It was on the subsequent day (12 March 2002) that I set off for Bjørntoppen. My departure was late on account of photographic diversions and the need to attend to some foot problems. I headed west to the end of Bovrojavri lake and headed up an easy shoulder to a point where there were views of dramatic mountains to the west. At this point time was such that I had to choose between photography and a mountain ascent, and it was the mountain that won—the camera stayed in the rucksack. I swung back in a south-easterly direction and slowly gained height. The summit ice-field was very flat and rather slow in cold soft snow. The pull up to the summit was not too pleasant, in an increasing westerly wind, and on deteriorating snow. The summit provided views of fjords to the west. The temperature was a pleasant -15°C. A short stop allowed consumption of food and drink, and the donning of windproof over-trousers. I left the summit at 5.00 pm, half an hour before sunset. Following my tracks down was easy and, when I reached steeper slopes as it was getting dark, skiing downhill was pleasant and relaxing in easy and consistent snow.

When I reached the lake it was fairly dark, but at that point all I had to do was to follow my tracks for about 5 km across the lake. By 8.00 pm it was getting too dark to see my tracks, so I stopped to put on the head-torch. The thermometer attached to the top of my rucksack indicated that I could have been in Canada as it was -32°C. I only had one km left to travel. On that last leg I found that my nose was beginning to lose sensation, and I was very glad to have the dog-fur trimming around the hood of my jacket. I was back at the hut at 8.20 pm. It had been a tiring but superb day.

Exit delayed by weather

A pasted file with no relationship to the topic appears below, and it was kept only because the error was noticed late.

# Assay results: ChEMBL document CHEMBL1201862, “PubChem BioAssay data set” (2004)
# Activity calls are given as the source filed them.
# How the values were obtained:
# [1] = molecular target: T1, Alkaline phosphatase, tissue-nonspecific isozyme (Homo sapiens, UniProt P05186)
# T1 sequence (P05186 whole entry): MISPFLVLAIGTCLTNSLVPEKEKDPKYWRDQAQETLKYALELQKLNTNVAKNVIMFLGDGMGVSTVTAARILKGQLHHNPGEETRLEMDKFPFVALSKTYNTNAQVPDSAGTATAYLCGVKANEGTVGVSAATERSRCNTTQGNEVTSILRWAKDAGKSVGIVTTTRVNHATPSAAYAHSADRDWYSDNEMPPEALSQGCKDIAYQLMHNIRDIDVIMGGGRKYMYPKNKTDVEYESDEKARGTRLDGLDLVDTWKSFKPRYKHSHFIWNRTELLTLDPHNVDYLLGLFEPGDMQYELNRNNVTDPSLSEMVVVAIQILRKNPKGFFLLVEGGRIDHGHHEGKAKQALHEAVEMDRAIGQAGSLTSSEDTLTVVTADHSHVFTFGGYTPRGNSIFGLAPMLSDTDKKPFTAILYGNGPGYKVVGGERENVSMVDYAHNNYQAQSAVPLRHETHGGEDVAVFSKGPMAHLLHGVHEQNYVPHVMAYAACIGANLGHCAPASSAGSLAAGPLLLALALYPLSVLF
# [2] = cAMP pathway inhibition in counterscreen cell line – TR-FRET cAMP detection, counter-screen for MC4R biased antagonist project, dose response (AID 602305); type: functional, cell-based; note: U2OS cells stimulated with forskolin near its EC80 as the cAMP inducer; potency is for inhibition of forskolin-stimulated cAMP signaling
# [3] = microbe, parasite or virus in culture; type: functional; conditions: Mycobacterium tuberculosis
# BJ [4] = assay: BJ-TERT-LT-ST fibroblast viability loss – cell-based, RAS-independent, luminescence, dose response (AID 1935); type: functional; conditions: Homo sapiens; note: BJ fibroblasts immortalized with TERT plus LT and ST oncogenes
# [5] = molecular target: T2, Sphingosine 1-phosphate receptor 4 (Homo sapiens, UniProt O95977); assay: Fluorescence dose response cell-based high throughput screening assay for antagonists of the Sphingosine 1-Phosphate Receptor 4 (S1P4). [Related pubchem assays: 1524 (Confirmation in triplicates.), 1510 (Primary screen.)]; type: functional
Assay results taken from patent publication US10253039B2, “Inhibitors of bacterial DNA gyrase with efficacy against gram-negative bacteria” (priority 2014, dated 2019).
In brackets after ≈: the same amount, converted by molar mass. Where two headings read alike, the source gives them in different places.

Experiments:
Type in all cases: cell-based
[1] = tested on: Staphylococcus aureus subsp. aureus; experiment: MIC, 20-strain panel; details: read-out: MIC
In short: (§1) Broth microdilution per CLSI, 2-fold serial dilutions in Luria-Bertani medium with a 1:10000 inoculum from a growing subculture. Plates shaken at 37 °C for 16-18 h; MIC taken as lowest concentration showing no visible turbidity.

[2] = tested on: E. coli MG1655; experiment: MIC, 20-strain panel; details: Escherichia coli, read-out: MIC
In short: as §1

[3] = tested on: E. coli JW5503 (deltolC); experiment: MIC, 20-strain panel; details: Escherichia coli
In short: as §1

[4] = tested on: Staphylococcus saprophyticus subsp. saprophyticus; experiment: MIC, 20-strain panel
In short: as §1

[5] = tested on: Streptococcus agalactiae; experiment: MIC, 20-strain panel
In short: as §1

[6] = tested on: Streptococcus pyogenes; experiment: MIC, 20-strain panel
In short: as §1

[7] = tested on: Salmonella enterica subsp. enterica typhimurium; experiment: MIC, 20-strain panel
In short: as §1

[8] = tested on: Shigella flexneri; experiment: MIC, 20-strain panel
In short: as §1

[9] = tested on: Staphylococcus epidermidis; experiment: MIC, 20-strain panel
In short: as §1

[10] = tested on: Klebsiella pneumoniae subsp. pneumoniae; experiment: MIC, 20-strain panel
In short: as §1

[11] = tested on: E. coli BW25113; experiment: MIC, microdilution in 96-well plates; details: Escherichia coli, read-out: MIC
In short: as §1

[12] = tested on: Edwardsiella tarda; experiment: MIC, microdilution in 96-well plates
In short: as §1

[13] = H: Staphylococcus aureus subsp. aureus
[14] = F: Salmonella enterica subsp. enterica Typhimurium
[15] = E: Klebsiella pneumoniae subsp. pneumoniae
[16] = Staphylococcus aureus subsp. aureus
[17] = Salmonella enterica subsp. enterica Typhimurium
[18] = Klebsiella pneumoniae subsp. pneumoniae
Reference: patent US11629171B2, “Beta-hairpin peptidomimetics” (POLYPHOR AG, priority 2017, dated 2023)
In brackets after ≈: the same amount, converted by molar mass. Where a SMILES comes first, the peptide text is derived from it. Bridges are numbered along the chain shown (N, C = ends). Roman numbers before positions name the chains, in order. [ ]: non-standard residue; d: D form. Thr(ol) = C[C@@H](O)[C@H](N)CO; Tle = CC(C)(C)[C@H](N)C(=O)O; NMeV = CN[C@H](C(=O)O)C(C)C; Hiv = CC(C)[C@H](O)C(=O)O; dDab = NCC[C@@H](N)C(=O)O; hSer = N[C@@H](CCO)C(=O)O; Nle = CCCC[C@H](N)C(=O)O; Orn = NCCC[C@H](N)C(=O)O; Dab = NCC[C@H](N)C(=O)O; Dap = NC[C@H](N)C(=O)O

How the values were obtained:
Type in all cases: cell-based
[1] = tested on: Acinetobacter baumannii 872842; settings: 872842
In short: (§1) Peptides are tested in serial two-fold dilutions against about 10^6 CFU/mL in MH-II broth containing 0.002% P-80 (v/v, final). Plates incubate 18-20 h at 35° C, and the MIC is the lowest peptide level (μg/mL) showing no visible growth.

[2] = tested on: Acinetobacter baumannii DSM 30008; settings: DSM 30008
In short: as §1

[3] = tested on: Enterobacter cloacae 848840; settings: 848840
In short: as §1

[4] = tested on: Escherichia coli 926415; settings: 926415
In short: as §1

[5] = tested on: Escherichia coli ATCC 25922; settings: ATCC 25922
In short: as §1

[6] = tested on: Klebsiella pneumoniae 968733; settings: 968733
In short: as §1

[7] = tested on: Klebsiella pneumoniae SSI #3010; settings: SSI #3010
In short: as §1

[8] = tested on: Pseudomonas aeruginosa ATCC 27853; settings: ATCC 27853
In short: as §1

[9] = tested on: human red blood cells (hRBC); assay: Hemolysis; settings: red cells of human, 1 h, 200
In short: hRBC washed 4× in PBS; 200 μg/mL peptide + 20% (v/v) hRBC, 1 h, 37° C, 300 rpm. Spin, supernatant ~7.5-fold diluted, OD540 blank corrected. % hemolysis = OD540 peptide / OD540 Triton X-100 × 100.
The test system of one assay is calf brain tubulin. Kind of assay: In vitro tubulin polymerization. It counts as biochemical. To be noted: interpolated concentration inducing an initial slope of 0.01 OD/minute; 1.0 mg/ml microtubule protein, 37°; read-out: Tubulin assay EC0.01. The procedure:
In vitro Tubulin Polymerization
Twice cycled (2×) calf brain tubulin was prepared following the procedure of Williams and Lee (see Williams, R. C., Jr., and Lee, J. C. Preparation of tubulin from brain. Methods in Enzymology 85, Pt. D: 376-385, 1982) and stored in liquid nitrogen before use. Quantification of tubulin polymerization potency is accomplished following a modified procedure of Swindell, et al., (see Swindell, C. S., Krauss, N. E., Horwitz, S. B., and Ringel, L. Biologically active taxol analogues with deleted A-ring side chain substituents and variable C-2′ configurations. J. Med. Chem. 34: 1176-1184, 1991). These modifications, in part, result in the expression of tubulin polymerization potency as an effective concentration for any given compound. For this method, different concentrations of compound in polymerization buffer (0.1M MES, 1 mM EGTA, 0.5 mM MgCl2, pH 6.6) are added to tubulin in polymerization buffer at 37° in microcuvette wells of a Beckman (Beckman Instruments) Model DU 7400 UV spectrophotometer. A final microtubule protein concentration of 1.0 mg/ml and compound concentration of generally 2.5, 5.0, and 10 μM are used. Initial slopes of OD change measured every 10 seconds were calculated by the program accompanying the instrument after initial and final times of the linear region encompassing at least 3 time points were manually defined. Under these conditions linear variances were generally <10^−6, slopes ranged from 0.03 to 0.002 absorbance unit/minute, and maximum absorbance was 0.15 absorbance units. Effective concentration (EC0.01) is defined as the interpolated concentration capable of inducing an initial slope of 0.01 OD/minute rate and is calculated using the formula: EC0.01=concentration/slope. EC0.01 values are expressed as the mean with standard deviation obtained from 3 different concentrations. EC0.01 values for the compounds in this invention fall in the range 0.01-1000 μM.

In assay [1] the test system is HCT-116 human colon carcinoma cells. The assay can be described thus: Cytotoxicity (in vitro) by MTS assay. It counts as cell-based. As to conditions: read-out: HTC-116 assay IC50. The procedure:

One might have thought that that would be the end of the story, but that was not the case. After a rest day I rose early to start the return journey. After skiing for 1½ hours it was all too clear that the weather was deteriorating fast, so I returned to the hut. Knowing what I did about the route, and seeing the weather later that day, it was clear that I had made the correct decision. Rising early the following morning there was a near storm, with considerable snow-fall, so the journey was again delayed. In the afternoon it remained windy but there was a general improvement. I went down to the lake and discovered that the new snow meant that the maximum sustainable skiing speed was 2 km per hour (a speed that my Canadian contacts might regard with envy), so a 20 km journey was not going to be easy. It was only on the third morning that I was able to make my exit. This day was indeed the slog that I had expected. The final 30 km leg of the journey, after a day off when the snow was like porridge as a result of a dramatic rise in the temperature, was much faster. The weather was dubious but the route was easy. With a strong tail-wind for much of the way I reached the road-head in 5 hrs and 40 minutes.

Conclusion

An attempt on Bjørntoppen in winter means that one is a hostage to the weather. In the absence of weather forecasts one has to take each day as it comes. On this trip I found my barometer completely useless for weather forecasting—against expectations the weather worsened as pressure rose. I had to wait two days to get out. But had I been there a week later I would probably have had to wait at least 5 days on account of a Norwegian "kuling". It requires a good reserve of food and a sanguine nature to cope with these uncertainties.

Alan Law

13 November 2003